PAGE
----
Q. We recently disciplined one of our employees for a handbook violation. She has since alleged that she was the victim of harassment. We are now facing a retaliation claim from this employee. How should we respond to such retaliation complaints?
A. Retaliation claims are an undeniable fact of life for employers. However, smart employers can take steps to reduce the risks. Here some steps employers can take when facing a retaliation claim from a worker.
- Take control. Once you recognize that protected activity may have occurred, HR should partner with (and your attorney) to develop an individualized plan to minimize the risks.
- Create the proper working environment. In a nondiscriminatory way, separate the complaining employee and the alleged discriminator/harasser.
- Create a direct line of communication for the complaining party to voice future concerns. This ensures that future concerns are not lost in the bureaucratic morass.
- Check back with the complaining employee.
- Fairly investigate all concerns.
- Provide feedback to the complaining employee, both in person and in writing.
- Control the message. Train those who respond to the retaliation complaint how to communicate, especially in emails and memos. It is not just what you say, but how you say it. Establish a paper trail that demonstrates that you took employee concerns seriously, investigated them and fairly addressed them. All communications should demonstrate your fairness and respect for the complainant.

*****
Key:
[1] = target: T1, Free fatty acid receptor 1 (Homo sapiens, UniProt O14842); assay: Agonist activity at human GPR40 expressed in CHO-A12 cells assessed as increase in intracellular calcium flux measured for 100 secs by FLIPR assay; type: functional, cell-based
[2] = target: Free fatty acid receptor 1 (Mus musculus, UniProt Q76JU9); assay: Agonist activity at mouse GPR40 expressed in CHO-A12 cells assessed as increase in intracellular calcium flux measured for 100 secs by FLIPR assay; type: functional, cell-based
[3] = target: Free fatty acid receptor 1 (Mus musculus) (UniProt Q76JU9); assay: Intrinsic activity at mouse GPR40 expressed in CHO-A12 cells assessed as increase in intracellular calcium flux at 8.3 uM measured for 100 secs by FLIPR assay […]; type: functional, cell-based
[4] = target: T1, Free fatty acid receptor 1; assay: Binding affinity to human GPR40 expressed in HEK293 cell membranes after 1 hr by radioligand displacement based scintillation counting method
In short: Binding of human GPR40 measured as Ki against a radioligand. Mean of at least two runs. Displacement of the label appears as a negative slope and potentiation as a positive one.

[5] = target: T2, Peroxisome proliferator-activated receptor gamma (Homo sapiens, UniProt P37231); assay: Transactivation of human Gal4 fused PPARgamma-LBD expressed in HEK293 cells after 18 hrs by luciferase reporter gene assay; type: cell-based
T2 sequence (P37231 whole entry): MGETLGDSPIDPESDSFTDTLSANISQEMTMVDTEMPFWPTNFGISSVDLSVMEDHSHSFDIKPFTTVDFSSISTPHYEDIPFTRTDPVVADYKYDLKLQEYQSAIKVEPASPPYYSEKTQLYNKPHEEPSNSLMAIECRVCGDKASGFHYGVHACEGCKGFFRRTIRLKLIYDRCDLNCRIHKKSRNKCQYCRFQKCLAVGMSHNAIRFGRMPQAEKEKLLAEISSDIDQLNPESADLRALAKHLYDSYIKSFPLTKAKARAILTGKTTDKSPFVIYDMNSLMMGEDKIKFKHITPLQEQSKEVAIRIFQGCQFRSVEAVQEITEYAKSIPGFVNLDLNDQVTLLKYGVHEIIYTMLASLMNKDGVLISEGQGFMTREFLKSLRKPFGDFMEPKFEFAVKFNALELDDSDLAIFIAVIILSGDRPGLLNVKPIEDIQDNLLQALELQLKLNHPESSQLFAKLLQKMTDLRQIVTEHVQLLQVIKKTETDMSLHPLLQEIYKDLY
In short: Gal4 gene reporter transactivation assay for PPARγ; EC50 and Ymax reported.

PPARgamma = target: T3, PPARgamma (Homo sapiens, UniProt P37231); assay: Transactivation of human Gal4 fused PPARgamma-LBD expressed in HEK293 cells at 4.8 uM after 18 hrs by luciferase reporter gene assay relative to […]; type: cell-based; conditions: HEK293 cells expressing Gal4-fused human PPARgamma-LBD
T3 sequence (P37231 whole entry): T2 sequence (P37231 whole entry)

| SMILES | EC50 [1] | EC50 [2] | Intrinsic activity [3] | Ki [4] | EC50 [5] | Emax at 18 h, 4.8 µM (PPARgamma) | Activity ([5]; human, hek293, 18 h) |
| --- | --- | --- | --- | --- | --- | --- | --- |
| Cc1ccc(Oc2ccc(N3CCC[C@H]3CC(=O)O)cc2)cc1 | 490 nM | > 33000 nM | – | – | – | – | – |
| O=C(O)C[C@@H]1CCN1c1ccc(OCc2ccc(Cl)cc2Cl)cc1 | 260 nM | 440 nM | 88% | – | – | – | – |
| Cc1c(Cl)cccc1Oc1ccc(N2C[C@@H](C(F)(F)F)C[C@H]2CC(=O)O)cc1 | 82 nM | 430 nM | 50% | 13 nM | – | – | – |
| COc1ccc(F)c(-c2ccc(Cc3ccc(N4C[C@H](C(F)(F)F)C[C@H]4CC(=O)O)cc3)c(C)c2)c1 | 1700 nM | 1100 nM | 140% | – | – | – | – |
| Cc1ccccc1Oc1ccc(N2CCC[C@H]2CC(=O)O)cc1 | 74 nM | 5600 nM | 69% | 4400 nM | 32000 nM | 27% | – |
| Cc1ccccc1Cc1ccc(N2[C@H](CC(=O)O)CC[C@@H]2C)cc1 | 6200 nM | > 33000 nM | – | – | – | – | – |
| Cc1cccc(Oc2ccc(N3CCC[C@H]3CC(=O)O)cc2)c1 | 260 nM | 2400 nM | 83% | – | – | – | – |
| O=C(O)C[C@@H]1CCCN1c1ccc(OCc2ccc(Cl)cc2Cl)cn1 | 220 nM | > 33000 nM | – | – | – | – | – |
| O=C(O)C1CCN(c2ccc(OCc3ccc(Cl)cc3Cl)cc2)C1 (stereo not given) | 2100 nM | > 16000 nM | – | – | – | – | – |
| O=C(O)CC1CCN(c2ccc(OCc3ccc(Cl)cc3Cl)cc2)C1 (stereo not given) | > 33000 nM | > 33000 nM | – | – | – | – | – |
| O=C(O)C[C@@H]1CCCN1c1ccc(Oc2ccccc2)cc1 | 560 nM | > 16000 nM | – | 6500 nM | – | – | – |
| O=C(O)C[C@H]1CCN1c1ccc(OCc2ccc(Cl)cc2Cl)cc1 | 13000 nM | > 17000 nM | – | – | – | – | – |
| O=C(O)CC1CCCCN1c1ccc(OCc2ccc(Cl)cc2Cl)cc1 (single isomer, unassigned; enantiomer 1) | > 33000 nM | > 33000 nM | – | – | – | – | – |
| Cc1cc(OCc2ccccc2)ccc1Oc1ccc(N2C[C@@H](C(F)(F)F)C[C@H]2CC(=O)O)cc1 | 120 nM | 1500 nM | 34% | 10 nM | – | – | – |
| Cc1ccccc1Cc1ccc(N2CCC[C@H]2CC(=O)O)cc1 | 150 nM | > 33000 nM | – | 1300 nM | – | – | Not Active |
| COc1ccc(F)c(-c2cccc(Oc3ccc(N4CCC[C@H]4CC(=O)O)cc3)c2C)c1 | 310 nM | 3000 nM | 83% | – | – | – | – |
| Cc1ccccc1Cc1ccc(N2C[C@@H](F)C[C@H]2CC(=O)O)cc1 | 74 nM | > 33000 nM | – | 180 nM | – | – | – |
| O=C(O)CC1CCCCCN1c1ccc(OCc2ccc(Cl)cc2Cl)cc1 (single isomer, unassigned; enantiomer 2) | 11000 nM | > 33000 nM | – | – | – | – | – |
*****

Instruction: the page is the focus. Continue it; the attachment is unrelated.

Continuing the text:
- Clean up the decision-making loop. When possible, take the alleged discriminator/harasser out of the process of determining any action that could be deemed an adverse employment action.
- Be objective. Don’t evaluate subjectively or in a vacuum. Strive for objective performance metrics—for example, to document declining performance—but remember to apply the same metrics to the complainant’s similarly situated co-workers. Then apply the same corrective measures to all.
- Take a deep breath. In the immediate aftermath of a complaint or expression of concern, pause and reflect before implementing any decision that could be construed as an adverse employment action. A paper trail that accurately reflects that the employee has been given the benefit of the doubt will contribute mightily to a positive result.
Minimizing the risks of retaliation claims is more art than science. No template or “Top 10” list can guarantee a risk-proof outcome. It often comes down to choosing the lesser of the two evils.
Your best defense against retaliation claims is a process that marshals foresight, planning, a commitment to fairness and sensitivity, control of communication and common sense. Documentation is key. If done correctly, it will persuade the EEOC, judges and juries that you respected and protected the employee’s right to complain.
- Don't consider FMLA leave when tallying employee's 'excessive' absences
- Alleged rape in Iraq leads to $2.9 million settlement—for now
- State code protects only those who officially report abuse
- OT would have been cheaper: L.A. company owes $3.2 million
- Guard HR records, the No. 1 source of identity theft